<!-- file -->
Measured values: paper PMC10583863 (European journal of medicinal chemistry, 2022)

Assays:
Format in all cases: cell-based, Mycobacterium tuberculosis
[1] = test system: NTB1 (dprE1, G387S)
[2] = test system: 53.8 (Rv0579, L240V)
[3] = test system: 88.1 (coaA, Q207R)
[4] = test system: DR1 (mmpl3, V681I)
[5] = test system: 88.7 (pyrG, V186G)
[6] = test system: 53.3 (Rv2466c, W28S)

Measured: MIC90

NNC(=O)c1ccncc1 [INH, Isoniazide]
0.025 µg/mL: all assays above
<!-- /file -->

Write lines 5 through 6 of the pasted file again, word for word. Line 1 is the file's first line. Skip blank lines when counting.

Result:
[2] = test system: 53.8 (Rv0579, L240V)
[3] = test system: 88.1 (coaA, Q207R)